Reputation. Every company has one, like it or not, and almost everyone would agree that reputation is a business asset. Many business leaders, however, particularly within SMEs, are leaving the management of their reputation to accident. At best, this is a wasted opportunity to differentiate the company from the competition and build commercially useful profile; at worst it leaves the company vulnerable to the vagaries of public opinion, with potentially damaging results. The following five actions should, therefore, be on the ‘to do’ list of every business leader.
Work out the reputation you want.
Reputation creation and management is, ideally, a deliberate process. It is like constructing a building. You don’t just start laying bricks without having a good idea of the intended structure. The same is true of your reputation. What do you want to be known for? What do you definitely not want associated with the company? What differences about your company do you need people to understand? How will all this help your business? If you can’t answer these questions, get your management team together and have the discussion. Armed with the answers you can then build your reputation management plan.
How do you know what people think of you? You may believe that you are well reputed but without some measurement in place to check the traditional and social media, you are just guessing. The good news is that setting up basic monitoring is extremely easy and practically free. Google is your friend and should give you a basic understanding almost immediately. Just work out your key words and away you go.
Train your spokespeople.
At some point, if you haven’t already, you are going to have to speak to the media. Journalists are an important interface between the business and its key audiences. Positive or negative stories can help or harm and therefore conversations with the press should not be left to chance. Investing in media training, therefore, and (importantly) having regular refreshers, is worth doing. In many ways it is like learning to drive – the more you do it, the better you get.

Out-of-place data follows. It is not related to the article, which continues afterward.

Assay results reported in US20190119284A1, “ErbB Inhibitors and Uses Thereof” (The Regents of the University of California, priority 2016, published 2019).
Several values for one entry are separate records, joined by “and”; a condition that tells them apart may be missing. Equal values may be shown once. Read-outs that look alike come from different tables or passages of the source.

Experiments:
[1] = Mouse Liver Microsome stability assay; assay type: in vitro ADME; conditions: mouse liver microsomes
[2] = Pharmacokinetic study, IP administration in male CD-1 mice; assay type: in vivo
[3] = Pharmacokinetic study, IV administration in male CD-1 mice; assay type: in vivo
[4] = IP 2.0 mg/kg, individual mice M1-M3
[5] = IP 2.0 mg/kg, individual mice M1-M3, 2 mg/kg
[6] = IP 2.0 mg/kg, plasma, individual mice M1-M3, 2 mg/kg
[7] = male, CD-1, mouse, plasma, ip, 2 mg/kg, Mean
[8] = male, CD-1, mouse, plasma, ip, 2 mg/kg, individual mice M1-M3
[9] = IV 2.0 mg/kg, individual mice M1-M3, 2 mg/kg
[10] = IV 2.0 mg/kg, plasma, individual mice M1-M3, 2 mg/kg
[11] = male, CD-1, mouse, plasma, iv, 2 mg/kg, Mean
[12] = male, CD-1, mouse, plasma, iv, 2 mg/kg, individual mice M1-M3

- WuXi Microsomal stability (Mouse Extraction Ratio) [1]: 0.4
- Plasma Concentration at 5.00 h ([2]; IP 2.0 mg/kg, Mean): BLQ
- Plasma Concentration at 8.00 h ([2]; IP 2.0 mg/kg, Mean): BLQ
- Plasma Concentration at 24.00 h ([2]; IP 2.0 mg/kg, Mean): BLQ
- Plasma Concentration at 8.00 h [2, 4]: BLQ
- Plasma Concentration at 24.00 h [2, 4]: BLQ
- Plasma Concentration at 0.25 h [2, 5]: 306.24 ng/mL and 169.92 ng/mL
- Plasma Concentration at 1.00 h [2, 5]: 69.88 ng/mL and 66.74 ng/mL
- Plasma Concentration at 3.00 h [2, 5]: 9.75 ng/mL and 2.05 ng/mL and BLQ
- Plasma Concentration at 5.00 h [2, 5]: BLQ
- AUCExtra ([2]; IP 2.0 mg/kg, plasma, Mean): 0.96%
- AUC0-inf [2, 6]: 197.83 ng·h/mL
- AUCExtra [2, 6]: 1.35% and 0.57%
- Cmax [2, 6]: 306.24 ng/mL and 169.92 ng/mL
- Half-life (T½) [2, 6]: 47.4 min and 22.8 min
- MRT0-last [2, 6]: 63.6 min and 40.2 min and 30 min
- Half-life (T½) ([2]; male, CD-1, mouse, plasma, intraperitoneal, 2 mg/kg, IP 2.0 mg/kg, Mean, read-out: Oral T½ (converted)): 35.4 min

Prepare for the worst.
Crises are, by definition, both unexpected and inconvenient. They can upend your business, ruin your relationship with customers, upset your staff and, in the worst cases, lead to legal breaches, dismissal of senior managers and prison. Crisis preparation is, therefore, insurance. Management teams should be scenario planning, determining roles and responsibilities, thinking through key messages, preparing core communications materials and practicing all of the above now. If you wait until the crisis hits it will be too late.
Get a social life.
Finally, it is very hard to build a credible, valuable reputation if you are not prepared to talk. Luckily, it has never been easier and cheaper to have a voice if you are brave enough to jump in. Successful businesses are increasingly using Twitter, Facebook, LinkedIn and the like to connect with their target audience, attract new recruits, show off their good works, fight their corner, build support for causes, and generally create an engaging, attractive voice. It takes time and a willingness to play, although asking for advice before you jump in is probably a good idea.
Nick Andrews is FleishmanHillard’s Reputation Practice Leader for EMEA. You can reach him at Nick.Andrews@fleishmaneurope.com
This article was originally published in Business Matters Magazine (web) – Sept 21, 2016